Sue K. Young
Gail F. Baker, Vice President
Sue K. Young, wife of University of Florida President Charles Young, died today at the couple’s home in California after a lengthy battle with breast cancer. She was 69.
“The entire University of Florida family mourns the passing of our First Lady,” said UF Provost David R. Colburn. “Regrettably, we had but a brief period of time to know her. But while Sue Young was with us, the university benefited from her grace, kindness, charm, and personal interest in our faculty and students. We are very grateful that she served as our First Lady and touched so many of our lives.”
A native of Colton, Calif., Sue Young accepted a scholarship to San Bernardino Valley College, where she met her husband. The couple married in 1950 and began their University of California-Los Angeles careers in 1960, when Charles Young joined the administration of Chancellor Franklin D. Murphy. Charles Young succeeded Murphy as chancellor in 1968. Having interrupted her own studies to raise their children, Sue Young resumed her education and earned a bachelor’s degree in political science from UCLA in 1977, graduating magna cum laude. She then completed 18 months of graduate study in linguistics.
During the 1980s, Sue Young called national attention to the vital role of the chancellor’s or president’s spouse in the management and advancement of higher education. As chair of the Council of Presidents/Chancellors Spouses of the National Association of State Universities and Land-Grant Colleges, she was an impassioned advocate on behalf of her peers at institutions around the country. She was one of 13 partners of American university leaders selected to contribute to the 1984 anthology, “The President’s Spouse: Volunteer or Volunteered?” This work addressed the controversial issue of compensation and other topics. In 1987, she was appointed Associate of the Chancellor, an official University of California position created largely as a result of her efforts to win full recognition for the spousal role in academic leadership.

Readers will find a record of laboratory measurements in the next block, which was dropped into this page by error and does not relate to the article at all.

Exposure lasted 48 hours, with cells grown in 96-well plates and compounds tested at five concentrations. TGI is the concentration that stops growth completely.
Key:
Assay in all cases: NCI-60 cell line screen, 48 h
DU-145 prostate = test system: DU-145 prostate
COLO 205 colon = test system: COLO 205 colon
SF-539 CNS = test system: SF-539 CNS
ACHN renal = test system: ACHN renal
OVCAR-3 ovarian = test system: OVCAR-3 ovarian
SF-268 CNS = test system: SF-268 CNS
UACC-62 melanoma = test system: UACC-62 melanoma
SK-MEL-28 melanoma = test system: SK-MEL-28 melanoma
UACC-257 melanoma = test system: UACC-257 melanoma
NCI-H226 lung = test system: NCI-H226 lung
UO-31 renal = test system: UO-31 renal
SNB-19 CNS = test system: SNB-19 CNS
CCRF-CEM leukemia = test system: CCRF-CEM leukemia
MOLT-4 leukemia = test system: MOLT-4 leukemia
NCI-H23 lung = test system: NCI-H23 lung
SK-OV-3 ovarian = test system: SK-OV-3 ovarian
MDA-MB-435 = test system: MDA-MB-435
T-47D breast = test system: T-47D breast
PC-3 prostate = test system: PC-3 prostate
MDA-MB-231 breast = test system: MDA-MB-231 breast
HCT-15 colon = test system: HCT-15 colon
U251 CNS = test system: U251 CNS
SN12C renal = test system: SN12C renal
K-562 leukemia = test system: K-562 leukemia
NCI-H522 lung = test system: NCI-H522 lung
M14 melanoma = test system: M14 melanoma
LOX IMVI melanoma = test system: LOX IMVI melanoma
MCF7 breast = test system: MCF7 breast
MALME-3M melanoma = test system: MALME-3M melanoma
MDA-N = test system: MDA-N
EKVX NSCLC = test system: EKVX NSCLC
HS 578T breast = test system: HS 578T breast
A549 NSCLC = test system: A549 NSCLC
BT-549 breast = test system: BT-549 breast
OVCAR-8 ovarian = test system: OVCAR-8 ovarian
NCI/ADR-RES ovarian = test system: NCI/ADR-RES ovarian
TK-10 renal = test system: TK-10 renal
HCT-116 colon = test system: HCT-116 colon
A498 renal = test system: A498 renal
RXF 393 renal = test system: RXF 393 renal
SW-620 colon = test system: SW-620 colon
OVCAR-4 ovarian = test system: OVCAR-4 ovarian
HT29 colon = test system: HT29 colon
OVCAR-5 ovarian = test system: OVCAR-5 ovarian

Sue Young also was active in the international arena. She chaired the Host Committee for the Eighth General Conference of the International Association of Universities in 1984, overseeing an ambitious program of events to welcome 600 university delegates and their spouses to the United States and UCLA. She and her husband were jointly awarded the UCLA International Student Center’s 1987 Neil H. Jacoby International Award in recognition of their outstanding contributions to international education.
An accomplished poet and lyricist, Sue Young was the author of The New Comprehensive American Rhyming Dictionary, the Scholastic Rhyming Dictionary for Children, and “Writing with Style,” also for children. She also served as an active member of the local alliance for the arts. In 1974, she held the distinction of being the second woman to serve on the Los Angeles Civil Service Commission. She has been a sought-after participant in conferences and meetings on women’s issues.
At the University of Florida, Sue Young was a member of the University Women’s Club and an honorary member of the University of Florida Performing Arts Advisory Board of Directors. On the UCLA campus, Mrs. Young served as an ex- officio member of the UCLA Faculty Women’s Club, president of The Affiliates UCLA and a member of the boards of Women and Philanthropy at UCLA and the Iris Cantor Center for Breast Imaging.
Sue Young received numerous honors and accolades, including the Eve Award, presented to her by a southern California association for distinction “in the realms of fashion and philanthropy.” The UCLA Alumni Association bestowed upon her a special University Service Award and a Distinguished Achievement Award, and the UCLA College of Letters and Science named her an Honorary Fellow — a distinction she shared with her husband in 1996.
Sue Young is survived by President Young; a son, Charles Young, Jr.; a daughter, Elizabeth Young-Apstein; and seven grandchildren. Services are pending. In lieu of flowers, contributions in Mrs. Young’s name can be made to the Sue K. Young Scholarship Fund through the University of Florida Foundation.
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